You're here for a good time, not for a long time.

You're here for a good time, not a long time.

June 8, 2011

Childhood Bewilderment

Today Alex, Ty, Jill, and I all went to Tikal together to see the largest excavated Mayan ruins in existence.  It was a forty minute ride northwest from Flores winding through some small villages and then into a Tikal National Park.  Riding into the park was great fun because of all the animal road signs.  We’re used to cow and deer, but anteater, jaguar, monkey, and snake were something new.  We pulled into the parking lot, locked the bikes up, and started chatting with a Guatemalan who was talking about the student rate discount.

After hassling him for about twenty minutes and making sure that no tips would be involved, we decided to take him up on his offer.  The normal price for entry was 150 quetzals, around $20.  He said he could get us in for 125 quetzals at the student rate and we decided to let him take care of it.  We figured he would finagle some deal through a friend and collect a little off the top of each of our entry charges. 

Instead we walked past a crocodile infested lagoon, watched as he tipped a park guard, and then hiked through the trees on a barely visible trail that led around the entrance and into the park.  We asked if we needed ticket and he laughed ‘I am your ticket!’.  Ty made a good point that we were shorting an already starving government, but at this point we were in too deep and along for the very entertaining ride.  Eventually he brought us to the main park map and said goodbye.  Student rates.

From here on out I half-jogged about five miles running up and down pyramids and through every ruin I could find.  We started at the Grand Plaza, which consisted of two massive temples and two acropolises with a quad in the middle.  Tikal is much more regulated than Caracol so there were some limits to what I could explore this time.  Even so, I hiked every stair and rounded every corner at my disposal looking for all the hidden treasures of the Mayan ruins.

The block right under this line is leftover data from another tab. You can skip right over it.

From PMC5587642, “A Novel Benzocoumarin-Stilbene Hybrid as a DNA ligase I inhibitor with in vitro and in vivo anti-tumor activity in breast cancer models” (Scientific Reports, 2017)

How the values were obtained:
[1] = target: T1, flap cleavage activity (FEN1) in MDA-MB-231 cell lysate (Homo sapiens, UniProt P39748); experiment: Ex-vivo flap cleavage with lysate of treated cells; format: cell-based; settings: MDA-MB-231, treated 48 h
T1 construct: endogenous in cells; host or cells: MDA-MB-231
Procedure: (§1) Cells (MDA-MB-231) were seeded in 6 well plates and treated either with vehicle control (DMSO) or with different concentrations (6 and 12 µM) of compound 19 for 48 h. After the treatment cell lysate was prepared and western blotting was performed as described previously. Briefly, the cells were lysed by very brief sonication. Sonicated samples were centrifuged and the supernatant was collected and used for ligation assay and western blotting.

I came across some pretty good finds in my adventure.  My favorite was a gloomy dark arch that lead to a spiral staircase up to the second floor of the ruins.  There were also plenty of empty rooms and abandoned hallways that really got me going.  One room in particular was tucked back behind a couple arches down a long hallway and inside was a single lit candle.  None of the other rooms had candles, so this one carried a little more weight when I discovered it.  If only there had been some hidden doorways or falling ceilings to really seal the deal. 

There were six temples in total and I saw all of them.  The park is huge; over 16 square kilometers of 3,000 different structures dating back 2,500 years.  And I was sprinting through the whole thing taking it all in.  Temple four is the biggest and it stands 65 meters high.  The top overlooks the vast Guatemalan jungle with all the other temples poking out over the canopy.  Throw in the monkeys, anteaters, and toucans, it was quite an experience.  I left exhausted and fulfilled.

On the way back we came across a great surprise: Charlie!  We knew he was in the area but couldn’t make direct contact with him.  Seems fitting that we would fly by him on our way out of Tikal just as he was entering.  We decided to meet up in Flores that evening and have since done so.  Charlie has been riding with a new friend Patrick and Sarah as well.  Tonight we are going to have a Baja reunion party before splitting off in our separate directions again tomorrow.  Today was marvelous.  I’ll put pictures up when I get a strong connection.  Internet has faded a bit after leaving Mexico.

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